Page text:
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5 Tips for a Successful Start on Elance

Updated on March 22, 2013
Elance.com
Elance.com | Source

Step-by-step strategies that take you from new provider to profitable freelancer quickly.

It’s been one month since I joined Elance, and I have to admit that I love it! Aside from simple joys of working from my home office, I appreciate the variety of work and the chance to engage with multiple Employers.

However, I jumped into Elance with both feet and I wish I had known these few simple tips before I’d started.

1) Build Your Portfolio

When starting off as a new Provider, you are at the bottom of the food chain and you have no history. To land a real-life job, you start off with your resume, and Elance is no different. Filling out your portfolio with photos, samples of your work, and the right keywords for your skills is essential to building credibility. You’re wasting your Connects if you skip this step and start bidding.

2) Bid Low….

No matter how good your portfolio, however, if you don’t have a history of feedback, most Employers will be dubious about doing business with you. Pricing may be the only competitive advantage you have. When starting on Elance, you have to treat it as an entry-level job; be prepared to make the coffee and fetch the donuts before you get the corner office. Win a few solid short-term jobs that are right in your wheelhouse simply by being the lowest bidder. Even if your hourly rate is terrible ($5-10/hr), it’s worth it if you can complete the job quickly and get great feedback.

3) … and Slow

Bidding with Elance proposals is as fun (and potentially addictive!) as betting at the racetrack, but keep in mind that what you’re winning is work. It’s possible that you’ll win more than you can handle, and you will then suffer either long nights or bad feedback if you disappoint an Employer. Keep track of how many hours of work you’re bidding on, and as a rule of thumb, don’t allow that number to exceed triple the number of hours you have available for your freelance work. I got slammed with work my first two weeks, and it taught me to be more selective and to manage my proposal sales funnel better.

4) Communication is Key

Unlike the real world, your Employer can’t stop by your desk to see how your work is progressing, nor can he just pick up the phone and expect you to give him a status report. Although the Elance Tracker will give him some insight into what you’re working on (if you use it), a short daily update message is a more personal and genuinely appreciated approach. Respond quickly to inquiries, to show that you place a priority on communication. I strongly suggest you install Skype or provide your telephone number, as higher paying Employers will want to conduct a telephone interview before awarding you the job.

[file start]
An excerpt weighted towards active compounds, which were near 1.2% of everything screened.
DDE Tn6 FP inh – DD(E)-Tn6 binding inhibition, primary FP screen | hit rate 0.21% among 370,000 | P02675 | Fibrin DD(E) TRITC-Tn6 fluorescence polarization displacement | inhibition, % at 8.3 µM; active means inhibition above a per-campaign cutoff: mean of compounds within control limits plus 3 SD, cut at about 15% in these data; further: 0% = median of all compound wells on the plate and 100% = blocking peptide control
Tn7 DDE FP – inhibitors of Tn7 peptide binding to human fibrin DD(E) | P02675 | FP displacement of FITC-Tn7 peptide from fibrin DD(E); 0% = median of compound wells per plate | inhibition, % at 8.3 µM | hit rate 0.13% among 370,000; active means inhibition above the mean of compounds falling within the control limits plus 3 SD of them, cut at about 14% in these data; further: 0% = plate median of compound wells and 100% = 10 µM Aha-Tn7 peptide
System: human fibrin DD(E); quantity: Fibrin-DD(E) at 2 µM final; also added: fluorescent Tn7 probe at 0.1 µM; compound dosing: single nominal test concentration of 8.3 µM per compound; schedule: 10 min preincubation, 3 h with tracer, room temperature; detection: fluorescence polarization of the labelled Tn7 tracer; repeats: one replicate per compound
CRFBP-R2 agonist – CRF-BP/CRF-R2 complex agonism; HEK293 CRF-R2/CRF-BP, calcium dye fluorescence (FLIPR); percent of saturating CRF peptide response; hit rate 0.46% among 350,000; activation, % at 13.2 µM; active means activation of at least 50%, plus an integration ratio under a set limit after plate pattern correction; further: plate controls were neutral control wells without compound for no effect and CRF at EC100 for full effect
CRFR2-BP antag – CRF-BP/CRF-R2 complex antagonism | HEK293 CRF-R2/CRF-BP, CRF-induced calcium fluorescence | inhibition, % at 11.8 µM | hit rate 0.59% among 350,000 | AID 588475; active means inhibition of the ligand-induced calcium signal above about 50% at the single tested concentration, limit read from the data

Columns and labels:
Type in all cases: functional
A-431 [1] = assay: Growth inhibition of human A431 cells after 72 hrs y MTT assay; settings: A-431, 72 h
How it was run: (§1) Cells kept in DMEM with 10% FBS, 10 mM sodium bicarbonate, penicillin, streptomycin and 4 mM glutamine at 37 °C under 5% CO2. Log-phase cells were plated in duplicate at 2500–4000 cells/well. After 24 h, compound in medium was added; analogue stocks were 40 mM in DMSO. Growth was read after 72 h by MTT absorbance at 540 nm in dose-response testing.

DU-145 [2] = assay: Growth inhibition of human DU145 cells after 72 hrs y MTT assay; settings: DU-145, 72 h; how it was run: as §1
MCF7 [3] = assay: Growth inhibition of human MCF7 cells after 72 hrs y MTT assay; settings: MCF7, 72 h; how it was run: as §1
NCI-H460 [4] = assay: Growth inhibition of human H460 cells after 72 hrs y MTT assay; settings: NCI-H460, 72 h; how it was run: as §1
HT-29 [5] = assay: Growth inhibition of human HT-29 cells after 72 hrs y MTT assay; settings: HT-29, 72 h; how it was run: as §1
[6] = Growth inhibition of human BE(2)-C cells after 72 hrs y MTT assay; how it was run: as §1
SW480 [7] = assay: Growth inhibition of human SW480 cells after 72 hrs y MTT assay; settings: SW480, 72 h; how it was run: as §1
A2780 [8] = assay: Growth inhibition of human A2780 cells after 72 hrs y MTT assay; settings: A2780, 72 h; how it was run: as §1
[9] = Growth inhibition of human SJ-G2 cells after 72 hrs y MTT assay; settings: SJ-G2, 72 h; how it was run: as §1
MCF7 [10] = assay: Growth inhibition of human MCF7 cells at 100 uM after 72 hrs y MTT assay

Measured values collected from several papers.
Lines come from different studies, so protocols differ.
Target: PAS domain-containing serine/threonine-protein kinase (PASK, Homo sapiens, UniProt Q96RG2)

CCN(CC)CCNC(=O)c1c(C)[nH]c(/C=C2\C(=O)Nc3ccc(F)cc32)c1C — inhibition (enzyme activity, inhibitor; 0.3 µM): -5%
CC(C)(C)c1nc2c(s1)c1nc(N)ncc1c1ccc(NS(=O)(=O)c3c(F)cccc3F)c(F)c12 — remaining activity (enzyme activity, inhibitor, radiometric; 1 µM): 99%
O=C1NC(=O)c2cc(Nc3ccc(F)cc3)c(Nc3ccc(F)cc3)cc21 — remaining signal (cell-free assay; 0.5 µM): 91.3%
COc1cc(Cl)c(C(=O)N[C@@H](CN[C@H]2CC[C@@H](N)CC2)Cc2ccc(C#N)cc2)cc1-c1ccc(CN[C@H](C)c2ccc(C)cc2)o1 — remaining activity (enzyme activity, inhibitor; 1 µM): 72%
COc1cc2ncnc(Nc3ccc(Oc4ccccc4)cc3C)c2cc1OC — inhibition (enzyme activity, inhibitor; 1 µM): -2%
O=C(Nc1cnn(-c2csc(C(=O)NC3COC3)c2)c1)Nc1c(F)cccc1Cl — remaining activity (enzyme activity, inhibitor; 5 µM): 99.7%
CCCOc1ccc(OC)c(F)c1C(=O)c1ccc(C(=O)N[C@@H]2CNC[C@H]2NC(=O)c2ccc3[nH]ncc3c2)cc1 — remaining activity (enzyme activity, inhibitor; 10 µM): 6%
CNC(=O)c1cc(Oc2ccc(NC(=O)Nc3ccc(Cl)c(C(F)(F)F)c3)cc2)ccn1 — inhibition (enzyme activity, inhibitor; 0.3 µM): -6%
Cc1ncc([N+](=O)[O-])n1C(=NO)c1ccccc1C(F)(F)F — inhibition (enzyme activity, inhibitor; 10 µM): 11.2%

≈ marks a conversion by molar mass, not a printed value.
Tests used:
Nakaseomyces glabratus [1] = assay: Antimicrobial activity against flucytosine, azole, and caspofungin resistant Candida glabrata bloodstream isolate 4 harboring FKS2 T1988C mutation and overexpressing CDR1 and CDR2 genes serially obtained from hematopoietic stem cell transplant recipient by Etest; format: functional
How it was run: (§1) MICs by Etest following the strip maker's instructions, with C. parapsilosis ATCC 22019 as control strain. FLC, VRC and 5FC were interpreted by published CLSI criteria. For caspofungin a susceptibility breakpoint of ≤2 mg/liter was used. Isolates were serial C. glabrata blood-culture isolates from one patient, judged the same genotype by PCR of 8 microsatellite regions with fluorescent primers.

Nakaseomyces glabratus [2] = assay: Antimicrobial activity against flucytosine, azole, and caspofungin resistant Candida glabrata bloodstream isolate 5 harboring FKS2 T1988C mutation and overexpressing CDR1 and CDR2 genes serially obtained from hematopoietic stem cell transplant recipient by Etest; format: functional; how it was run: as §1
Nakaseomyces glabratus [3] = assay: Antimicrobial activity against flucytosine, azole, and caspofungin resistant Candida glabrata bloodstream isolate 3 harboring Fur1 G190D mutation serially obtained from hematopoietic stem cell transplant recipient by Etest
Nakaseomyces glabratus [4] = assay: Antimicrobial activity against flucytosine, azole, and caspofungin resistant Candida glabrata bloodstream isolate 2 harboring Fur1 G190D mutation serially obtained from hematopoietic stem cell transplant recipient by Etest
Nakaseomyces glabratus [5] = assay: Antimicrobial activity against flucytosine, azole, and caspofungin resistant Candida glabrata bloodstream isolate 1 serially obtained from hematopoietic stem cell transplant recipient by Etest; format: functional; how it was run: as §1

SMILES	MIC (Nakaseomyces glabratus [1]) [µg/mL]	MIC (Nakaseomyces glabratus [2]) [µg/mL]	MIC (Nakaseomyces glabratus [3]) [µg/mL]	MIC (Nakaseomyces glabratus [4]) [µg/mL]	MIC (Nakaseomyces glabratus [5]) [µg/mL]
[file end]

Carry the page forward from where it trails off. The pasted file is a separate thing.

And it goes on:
5) Leave Good Feedback

I’ve had Employers who were difficult, hard to communicate with, or slow in paying, and I’ve still given them relatively good feedback. I’m not suggesting that you should lie; if an Employer refused to pay or dramatically changed the scope of the job mid-work, that’s a serious problem.

I believe negative feedback cuts both ways and complaining, especially unprofessionally, about a past Employer suggests to future Employers that you may be difficult to work with. When there’s nothing good to say, better to say nothing at all.

However, in almost every job, there is at least one good element to give feedback on. I make a point to thank the Employer when the job is closed and privately telling him/her what feedback I’ll be leaving, before I post it publicly. This also gets them thinking in a positive direction for your feedback!

You only have one chance to make a first impression, and these tips are simple but effective when launching your Elance career.

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      Makingsense 7 years ago

      Thanks for the input. Your hub actually works both for the potential employer and employee.

    working

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